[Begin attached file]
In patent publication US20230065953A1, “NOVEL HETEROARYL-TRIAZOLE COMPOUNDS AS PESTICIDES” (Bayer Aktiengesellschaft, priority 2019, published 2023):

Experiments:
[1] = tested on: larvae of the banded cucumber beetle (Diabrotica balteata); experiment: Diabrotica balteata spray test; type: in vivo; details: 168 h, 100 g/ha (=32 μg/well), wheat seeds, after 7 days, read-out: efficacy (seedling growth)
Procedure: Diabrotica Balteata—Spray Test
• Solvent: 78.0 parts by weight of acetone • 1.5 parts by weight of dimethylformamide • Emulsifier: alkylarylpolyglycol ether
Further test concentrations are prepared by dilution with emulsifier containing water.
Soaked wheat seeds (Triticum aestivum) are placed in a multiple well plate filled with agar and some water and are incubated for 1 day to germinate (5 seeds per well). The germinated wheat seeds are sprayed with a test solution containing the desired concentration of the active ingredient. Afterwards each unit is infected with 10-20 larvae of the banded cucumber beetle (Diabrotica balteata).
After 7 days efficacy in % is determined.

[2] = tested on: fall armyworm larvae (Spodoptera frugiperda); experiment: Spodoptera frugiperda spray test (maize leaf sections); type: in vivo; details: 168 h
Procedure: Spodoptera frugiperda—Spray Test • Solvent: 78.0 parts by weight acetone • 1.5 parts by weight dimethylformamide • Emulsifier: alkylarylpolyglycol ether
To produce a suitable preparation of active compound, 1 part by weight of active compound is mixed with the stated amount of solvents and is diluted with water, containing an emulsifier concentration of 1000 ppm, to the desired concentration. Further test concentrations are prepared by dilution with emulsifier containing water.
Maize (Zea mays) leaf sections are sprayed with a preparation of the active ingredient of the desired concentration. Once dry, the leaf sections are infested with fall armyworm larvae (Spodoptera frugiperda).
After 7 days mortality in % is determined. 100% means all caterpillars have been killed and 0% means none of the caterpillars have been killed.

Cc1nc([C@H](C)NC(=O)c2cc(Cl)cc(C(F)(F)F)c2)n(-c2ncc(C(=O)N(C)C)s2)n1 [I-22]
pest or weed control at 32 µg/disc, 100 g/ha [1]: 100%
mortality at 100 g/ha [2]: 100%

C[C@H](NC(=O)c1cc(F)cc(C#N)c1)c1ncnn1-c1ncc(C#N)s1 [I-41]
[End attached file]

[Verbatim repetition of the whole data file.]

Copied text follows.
In patent publication US20230065953A1, “NOVEL HETEROARYL-TRIAZOLE COMPOUNDS AS PESTICIDES” (Bayer Aktiengesellschaft, priority 2019, published 2023):

Experiments:
[1] = tested on: larvae of the banded cucumber beetle (Diabrotica balteata); experiment: Diabrotica balteata spray test; type: in vivo; details: 168 h, 100 g/ha (=32 μg/well), wheat seeds, after 7 days, read-out: efficacy (seedling growth)
Procedure: Diabrotica Balteata—Spray Test
• Solvent: 78.0 parts by weight of acetone • 1.5 parts by weight of dimethylformamide • Emulsifier: alkylarylpolyglycol ether
Further test concentrations are prepared by dilution with emulsifier containing water.
Soaked wheat seeds (Triticum aestivum) are placed in a multiple well plate filled with agar and some water and are incubated for 1 day to germinate (5 seeds per well). The germinated wheat seeds are sprayed with a test solution containing the desired concentration of the active ingredient. Afterwards each unit is infected with 10-20 larvae of the banded cucumber beetle (Diabrotica balteata).
After 7 days efficacy in % is determined.

[2] = tested on: fall armyworm larvae (Spodoptera frugiperda); experiment: Spodoptera frugiperda spray test (maize leaf sections); type: in vivo; details: 168 h
Procedure: Spodoptera frugiperda—Spray Test • Solvent: 78.0 parts by weight acetone • 1.5 parts by weight dimethylformamide • Emulsifier: alkylarylpolyglycol ether
To produce a suitable preparation of active compound, 1 part by weight of active compound is mixed with the stated amount of solvents and is diluted with water, containing an emulsifier concentration of 1000 ppm, to the desired concentration. Further test concentrations are prepared by dilution with emulsifier containing water.
Maize (Zea mays) leaf sections are sprayed with a preparation of the active ingredient of the desired concentration. Once dry, the leaf sections are infested with fall armyworm larvae (Spodoptera frugiperda).
After 7 days mortality in % is determined. 100% means all caterpillars have been killed and 0% means none of the caterpillars have been killed.

Cc1nc([C@H](C)NC(=O)c2cc(Cl)cc(C(F)(F)F)c2)n(-c2ncc(C(=O)N(C)C)s2)n1 [I-22]
pest or weed control at 32 µg/disc, 100 g/ha [1]: 100%
mortality at 100 g/ha [2]: 100%

C[C@H](NC(=O)c1cc(F)cc(C#N)c1)c1ncnn1-c1ncc(C#N)s1 [I-41]